Airport 1975

Factual error: The scene in which the Beechcraft Baron hits the Boeing 747 in flight plumbs new depths in cinematic absurdity. Assuming both aircraft are at their normal cruising speeds - they appear to be - and the Beechcraft has half a fuel load left, it will hit with the same energy as 7,700 kgs of TNT. The Beechcraft Baron weighed 3,200 kg and the two aircraft would have a closing speed of something like 700 kmh. Even a glancing blow would tear the entire front half of the 747 to bits - there would be virtually nothing of the fuselage left intact all the way back to the wings, and the film shows the two aircraft on course for a head on collision.

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Suggested correction: What matters is how much of the small plane's kinetic energy was deposited in the 747's structure. A glancing blow would deliver less energy than a head-on collision, because it lessens the total time interval of the impact. Another important thing is if the small plane shattered or stayed largely in one piece during the collision. If it promptly shredded on impact, then each little fragment carried away its portion of the total energy. Smaller pieces of something as light as that plane would immediately get caught in the powerful airflow and be diverted around the 747.

Absolute rubbish. Airliners do not survive mid air collisions.

Factual error: The 747 takes off from Washington D.C., while there's still some daylight, toward the west coast. Due to complications it's diverted to land in Salt Lake City. The Sun goes down and the plane is shown flying all night long. The Sun even comes back up before they get to Salt Lake. Really, how could it take that long for a jumbo jet to fly a measly couple of thousand miles?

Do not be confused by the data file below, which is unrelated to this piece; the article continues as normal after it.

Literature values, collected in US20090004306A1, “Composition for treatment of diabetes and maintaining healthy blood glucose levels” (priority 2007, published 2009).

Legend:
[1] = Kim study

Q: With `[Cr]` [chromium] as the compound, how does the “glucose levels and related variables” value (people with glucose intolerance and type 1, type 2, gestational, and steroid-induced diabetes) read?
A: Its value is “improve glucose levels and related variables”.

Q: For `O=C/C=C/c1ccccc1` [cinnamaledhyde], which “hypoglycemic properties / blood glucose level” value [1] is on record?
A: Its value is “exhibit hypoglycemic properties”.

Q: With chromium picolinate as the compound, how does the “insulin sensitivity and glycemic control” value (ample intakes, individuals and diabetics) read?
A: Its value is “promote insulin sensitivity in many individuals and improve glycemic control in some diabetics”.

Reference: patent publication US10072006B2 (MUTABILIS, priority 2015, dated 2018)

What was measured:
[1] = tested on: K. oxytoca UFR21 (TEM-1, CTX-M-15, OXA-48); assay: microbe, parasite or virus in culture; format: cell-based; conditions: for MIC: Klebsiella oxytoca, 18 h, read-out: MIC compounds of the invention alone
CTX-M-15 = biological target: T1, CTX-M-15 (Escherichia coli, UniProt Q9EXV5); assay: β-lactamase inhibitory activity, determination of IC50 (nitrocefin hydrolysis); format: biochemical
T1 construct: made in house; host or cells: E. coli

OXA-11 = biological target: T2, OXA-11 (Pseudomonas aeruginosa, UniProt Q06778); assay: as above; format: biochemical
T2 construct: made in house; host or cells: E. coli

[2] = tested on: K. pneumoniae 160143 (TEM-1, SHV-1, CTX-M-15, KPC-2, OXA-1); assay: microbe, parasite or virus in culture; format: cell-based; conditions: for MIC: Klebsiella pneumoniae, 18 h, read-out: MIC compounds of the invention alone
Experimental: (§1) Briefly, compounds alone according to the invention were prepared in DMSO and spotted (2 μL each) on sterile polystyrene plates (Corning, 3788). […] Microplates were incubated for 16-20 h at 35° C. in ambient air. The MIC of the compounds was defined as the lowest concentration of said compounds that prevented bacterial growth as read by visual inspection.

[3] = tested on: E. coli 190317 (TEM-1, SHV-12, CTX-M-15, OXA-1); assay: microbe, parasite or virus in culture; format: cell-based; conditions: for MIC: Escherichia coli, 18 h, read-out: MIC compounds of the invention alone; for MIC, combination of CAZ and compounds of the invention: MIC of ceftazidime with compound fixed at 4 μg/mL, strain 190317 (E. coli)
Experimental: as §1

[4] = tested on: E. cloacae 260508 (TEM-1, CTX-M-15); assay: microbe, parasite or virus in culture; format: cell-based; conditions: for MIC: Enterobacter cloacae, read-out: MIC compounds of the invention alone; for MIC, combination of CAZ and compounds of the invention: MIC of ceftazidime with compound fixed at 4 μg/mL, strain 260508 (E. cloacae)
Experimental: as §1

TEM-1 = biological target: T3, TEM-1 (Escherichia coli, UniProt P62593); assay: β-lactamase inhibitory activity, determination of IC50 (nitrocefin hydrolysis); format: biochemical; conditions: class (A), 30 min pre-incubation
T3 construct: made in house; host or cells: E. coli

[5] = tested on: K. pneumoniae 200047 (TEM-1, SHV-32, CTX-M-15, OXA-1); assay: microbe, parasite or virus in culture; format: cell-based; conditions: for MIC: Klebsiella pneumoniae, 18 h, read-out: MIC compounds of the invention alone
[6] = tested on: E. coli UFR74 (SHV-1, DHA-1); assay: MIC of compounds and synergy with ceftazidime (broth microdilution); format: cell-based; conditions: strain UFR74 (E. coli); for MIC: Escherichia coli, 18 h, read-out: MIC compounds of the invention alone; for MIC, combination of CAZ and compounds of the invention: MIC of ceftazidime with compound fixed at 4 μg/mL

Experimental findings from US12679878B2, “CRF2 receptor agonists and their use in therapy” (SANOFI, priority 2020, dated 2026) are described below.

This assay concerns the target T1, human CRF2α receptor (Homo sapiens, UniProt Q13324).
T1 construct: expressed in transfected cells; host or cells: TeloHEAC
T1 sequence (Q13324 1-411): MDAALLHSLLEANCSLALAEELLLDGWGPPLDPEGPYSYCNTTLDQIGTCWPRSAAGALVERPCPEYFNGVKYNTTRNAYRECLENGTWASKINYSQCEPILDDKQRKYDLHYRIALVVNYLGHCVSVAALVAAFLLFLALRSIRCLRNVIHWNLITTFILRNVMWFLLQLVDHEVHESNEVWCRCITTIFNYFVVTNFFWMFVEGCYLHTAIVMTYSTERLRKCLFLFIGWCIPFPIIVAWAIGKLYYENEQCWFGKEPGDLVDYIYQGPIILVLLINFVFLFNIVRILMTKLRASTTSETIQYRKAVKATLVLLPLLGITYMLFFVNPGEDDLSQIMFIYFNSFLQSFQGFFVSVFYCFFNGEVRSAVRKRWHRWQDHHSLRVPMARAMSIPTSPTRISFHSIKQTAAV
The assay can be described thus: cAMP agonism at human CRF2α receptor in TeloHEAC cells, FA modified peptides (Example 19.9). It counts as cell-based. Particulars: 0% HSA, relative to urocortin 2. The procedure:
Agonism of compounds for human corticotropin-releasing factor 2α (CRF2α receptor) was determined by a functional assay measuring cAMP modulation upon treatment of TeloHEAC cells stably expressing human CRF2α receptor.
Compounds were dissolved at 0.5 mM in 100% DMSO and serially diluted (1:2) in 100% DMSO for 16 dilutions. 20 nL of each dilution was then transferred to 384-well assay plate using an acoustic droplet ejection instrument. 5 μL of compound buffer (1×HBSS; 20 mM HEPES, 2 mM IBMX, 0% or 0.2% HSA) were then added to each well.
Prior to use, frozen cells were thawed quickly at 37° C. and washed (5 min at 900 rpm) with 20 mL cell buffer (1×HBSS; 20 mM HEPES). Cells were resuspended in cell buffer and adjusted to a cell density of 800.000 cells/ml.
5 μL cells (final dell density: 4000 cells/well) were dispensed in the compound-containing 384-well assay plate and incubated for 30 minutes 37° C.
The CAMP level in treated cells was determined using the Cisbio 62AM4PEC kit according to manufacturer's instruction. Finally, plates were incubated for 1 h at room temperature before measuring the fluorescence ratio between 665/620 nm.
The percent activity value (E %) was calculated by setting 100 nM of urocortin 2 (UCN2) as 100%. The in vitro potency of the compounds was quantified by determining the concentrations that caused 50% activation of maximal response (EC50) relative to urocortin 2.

Factual error: When the 747 finally lands it makes a hard left turn at the end of the runway. The cutaway to the passengers shows them all leaning to the Plane's left side (due to bodily inertia). For a left turn they should all be leaning to the right.

Factual error: After landing, looks like Charlton Heston is controlling the airplane with the yoke, while on the ground the airplane is steered by means of a steering tiller on the left side.

Factual error: The scene in which the Beechcraft Baron hits the Boeing 747 in flight plumbs new depths in cinematic absurdity. Assuming both aircraft are at their normal cruising speeds - they appear to be - and the Beechcraft has half a fuel load left, it will hit with the same energy as 7,700 kgs of TNT. The Beechcraft Baron weighed 3,200 kg and the two aircraft would have a closing speed of something like 700 kmh. Even a glancing blow would tear the entire front half of the 747 to bits - there would be virtually nothing of the fuselage left intact all the way back to the wings, and the film shows the two aircraft on course for a head on collision.

Upvote valid corrections to help move entries into the corrections section.

Suggested correction: What matters is how much of the small plane's kinetic energy was deposited in the 747's structure. A glancing blow would deliver less energy than a head-on collision, because it lessens the total time interval of the impact. Another important thing is if the small plane shattered or stayed largely in one piece during the collision. If it promptly shredded on impact, then each little fragment carried away its portion of the total energy. Smaller pieces of something as light as that plane would immediately get caught in the powerful airflow and be diverted around the 747.

Absolute rubbish. Airliners do not survive mid air collisions.

More mistakes in Airport 1975

Joe Patroni: Y'know, sometimes the public's right to know gives me a huge pain in the ass.

More quotes from Airport 1975

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